Midwest Living Review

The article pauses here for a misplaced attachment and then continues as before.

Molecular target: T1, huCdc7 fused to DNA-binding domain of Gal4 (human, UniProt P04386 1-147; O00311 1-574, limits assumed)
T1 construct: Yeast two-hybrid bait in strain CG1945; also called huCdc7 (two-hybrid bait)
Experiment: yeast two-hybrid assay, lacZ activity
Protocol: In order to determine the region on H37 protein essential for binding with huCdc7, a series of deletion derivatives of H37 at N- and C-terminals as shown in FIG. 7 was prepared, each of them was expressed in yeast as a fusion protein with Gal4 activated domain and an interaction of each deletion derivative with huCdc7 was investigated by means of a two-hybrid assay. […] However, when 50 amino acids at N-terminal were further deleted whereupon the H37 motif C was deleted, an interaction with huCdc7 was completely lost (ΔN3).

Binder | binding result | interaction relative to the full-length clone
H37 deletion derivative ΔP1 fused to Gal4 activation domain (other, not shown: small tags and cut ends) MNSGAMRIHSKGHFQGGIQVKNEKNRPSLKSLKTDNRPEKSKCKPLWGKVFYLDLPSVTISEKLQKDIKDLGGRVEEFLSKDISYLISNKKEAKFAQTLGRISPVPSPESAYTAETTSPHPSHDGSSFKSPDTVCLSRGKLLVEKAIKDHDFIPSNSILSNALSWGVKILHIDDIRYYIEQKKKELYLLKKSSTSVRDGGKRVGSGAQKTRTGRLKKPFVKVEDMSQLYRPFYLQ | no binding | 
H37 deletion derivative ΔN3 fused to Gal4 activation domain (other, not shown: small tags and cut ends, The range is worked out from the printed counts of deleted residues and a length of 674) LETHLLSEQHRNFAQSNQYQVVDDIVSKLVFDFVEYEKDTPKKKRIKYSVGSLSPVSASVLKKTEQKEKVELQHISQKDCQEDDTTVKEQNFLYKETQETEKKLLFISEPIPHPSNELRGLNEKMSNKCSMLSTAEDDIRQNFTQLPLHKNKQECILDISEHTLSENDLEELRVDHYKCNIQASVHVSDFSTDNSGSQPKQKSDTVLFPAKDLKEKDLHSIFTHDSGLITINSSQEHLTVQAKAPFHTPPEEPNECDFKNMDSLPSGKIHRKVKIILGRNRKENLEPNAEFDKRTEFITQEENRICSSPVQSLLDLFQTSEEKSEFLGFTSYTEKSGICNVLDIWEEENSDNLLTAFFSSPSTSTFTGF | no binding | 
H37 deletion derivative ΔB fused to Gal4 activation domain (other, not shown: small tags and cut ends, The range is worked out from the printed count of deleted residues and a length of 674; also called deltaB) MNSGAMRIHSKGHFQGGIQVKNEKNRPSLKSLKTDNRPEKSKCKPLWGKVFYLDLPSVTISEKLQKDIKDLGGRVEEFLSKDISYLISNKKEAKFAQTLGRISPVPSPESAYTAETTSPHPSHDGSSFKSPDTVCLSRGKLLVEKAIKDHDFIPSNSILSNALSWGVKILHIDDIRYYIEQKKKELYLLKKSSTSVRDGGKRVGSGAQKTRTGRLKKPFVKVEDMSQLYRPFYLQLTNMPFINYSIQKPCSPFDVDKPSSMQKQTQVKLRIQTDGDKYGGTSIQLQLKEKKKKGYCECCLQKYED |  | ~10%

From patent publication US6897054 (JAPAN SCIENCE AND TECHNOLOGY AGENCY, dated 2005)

Opened in August 2009, Cain is named for its owner, James Cain, a native of Cape Girardeau who worked in a number of Chicago-area restaurants before returning home to open this fine-dining place. The menu changes seasonally based on the availability of farm-fresh produce. The space has been many things through the years and doesn't have an impressive street presence. In fact, we walked past it once before we saw the sign. The inside is small, 20 tables at most. The decor is a rich brown with gold velvet draperies covering one wall. The restaurant has beautiful chandeliers, hardwood floors, crisp white linen tablecloths, little votive candles and fresh flowers on the tables. The menu changes weekly based on the availability of farm-fresh produce. We had roasted beets with a goat cheese fritter ($8) as an appetizer, and it was delightful, served with toasted walnuts and a mustard vinaigrette. For an entree, we chose the Heritage Farms pork tenderloin ($24) and it was fabulous! Tender and flavorful, we didn't need the big knife they provided. It came with mashed potatoes that were creamy and perfect. We also tried the vegetable risotto ($18), packed with fresh asparagus and leeks. The service was prompt and friendly, and the bread that came with the meal was made in-house. The waitress made a couple of great suggestions for wines by the glass. The restaurant wasn't busy the night we were there, and maybe that's because it was a holiday weekend, but we hope this business makes it. The chef is young and energetic, and it's about the only fine-dining venue in Cape these days.